Clean energy investment collapses as government policy falters

One of the few successful ways Australia has been cutting greenhouse gas emissions – large-scale wind and solar energy installations – is collapsing as a lack of federal government policy hits investment.

Figures from the Clean Energy Council show investment commitments in large-scale renewable energy projects have collapsed by more than 50 per cent, falling from 51 projects worth $10.7 billion in 2018 to 28 projects worth $4.5 billion last year.

While the strong flow of projects that were committed in 2017 and 2018 are now coming online, the pipeline of new projects commencing construction has dropped significantly due to the stalling of commitments in 2019.

Clean Energy Council Chief Executive Kane Thornton said mounting regulatory risks, under investment in transmission and policy uncertainty have contributed to increased risks for investors and resulted in a lowering in confidence.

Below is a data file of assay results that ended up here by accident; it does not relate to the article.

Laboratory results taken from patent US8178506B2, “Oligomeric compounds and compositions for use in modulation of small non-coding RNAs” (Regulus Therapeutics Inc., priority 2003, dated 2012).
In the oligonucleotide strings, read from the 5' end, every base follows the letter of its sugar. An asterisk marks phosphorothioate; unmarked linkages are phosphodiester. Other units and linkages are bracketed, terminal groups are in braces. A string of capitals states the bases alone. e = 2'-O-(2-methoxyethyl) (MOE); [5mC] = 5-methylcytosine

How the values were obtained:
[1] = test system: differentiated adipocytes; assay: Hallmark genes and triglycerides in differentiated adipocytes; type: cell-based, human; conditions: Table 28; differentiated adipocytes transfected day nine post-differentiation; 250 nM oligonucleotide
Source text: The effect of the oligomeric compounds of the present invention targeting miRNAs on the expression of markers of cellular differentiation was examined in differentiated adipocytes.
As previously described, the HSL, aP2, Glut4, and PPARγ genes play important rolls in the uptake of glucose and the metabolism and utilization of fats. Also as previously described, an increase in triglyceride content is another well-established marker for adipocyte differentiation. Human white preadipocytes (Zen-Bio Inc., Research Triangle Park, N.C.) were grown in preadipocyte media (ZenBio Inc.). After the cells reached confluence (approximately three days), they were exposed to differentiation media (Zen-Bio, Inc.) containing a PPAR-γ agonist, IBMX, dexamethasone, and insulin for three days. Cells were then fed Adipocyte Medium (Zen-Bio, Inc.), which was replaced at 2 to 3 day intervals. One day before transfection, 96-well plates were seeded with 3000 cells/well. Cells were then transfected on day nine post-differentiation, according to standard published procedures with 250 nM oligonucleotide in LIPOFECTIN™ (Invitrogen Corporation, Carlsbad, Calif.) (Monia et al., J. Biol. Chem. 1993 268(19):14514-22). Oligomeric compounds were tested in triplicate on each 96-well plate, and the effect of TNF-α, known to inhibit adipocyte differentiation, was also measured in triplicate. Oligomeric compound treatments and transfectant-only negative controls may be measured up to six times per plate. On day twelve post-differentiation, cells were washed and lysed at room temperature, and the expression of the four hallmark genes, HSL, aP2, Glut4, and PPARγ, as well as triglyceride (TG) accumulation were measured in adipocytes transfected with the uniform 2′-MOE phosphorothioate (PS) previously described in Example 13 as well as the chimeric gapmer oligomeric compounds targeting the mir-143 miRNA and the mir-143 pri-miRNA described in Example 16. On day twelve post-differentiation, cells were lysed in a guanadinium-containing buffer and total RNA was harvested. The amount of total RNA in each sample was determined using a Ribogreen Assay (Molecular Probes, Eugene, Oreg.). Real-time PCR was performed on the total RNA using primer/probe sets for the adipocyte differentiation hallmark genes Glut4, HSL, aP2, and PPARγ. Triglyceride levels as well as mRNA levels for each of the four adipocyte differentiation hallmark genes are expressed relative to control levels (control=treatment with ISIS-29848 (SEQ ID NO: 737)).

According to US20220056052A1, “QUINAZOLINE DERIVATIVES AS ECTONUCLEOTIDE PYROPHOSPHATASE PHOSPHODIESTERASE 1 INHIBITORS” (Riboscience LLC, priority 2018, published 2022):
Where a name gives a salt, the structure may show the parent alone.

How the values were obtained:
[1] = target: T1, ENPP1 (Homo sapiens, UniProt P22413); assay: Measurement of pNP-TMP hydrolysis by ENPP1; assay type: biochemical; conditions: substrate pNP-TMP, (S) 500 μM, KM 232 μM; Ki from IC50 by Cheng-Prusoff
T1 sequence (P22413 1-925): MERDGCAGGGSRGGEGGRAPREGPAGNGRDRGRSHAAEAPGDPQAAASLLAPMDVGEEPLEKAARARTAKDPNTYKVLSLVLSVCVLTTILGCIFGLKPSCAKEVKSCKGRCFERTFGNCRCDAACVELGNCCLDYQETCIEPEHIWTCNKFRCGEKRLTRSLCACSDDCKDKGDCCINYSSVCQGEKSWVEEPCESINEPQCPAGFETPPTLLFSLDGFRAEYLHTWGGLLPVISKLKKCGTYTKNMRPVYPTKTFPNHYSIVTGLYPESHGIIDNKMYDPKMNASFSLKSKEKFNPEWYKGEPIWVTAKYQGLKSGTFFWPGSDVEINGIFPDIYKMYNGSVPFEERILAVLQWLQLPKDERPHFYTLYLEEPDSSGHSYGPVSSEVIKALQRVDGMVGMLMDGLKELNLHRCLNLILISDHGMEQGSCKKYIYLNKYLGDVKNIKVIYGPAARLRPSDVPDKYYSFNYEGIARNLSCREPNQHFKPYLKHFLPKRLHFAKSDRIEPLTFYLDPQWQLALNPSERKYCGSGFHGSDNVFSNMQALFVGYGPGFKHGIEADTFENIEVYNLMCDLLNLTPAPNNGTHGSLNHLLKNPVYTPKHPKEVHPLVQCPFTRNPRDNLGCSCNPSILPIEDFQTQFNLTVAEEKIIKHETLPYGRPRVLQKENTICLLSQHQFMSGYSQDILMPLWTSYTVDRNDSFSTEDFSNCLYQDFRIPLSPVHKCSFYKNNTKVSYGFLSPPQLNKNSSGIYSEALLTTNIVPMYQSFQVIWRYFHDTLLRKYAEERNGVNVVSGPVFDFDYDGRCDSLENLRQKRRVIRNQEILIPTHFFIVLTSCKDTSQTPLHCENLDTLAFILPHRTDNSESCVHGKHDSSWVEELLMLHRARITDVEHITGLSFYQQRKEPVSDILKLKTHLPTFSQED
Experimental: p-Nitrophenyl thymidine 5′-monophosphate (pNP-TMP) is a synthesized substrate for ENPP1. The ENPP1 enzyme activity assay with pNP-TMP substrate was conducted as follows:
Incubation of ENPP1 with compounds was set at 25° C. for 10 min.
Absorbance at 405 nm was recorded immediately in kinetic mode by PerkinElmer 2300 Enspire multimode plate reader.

Thornton said: “A continued slow-down in new investment will put greater pressure on reliability and power prices as Australia’s old coal-fired power stations continue to close.

“New investment is critical to replacing these coal-fired power stations and delivering on Australia’s emission reduction targets.”

The top reasons for a decline in investor confidence are grid connection issues, a lack of strong national energy and climate policy and network congestion and constraints.

“These issues need to be resolved urgently if Australia hopes to attract investors and ensure the necessary level of new energy generation capacity.

“Renewable energy has been the shining light in reducing emissions in Australia.

“If we hope to maintain this, we need strong leadership and collaboration to address the policy gaps and regulatory barriers facing new generation.”

The federal government has been under attack all summer for its lack of action on what is widely accepted as a key cause of our catastrophic bushfire season – global warming.

It has instead focused on adapting to the warmer climate.

Image: Clean Energy Council

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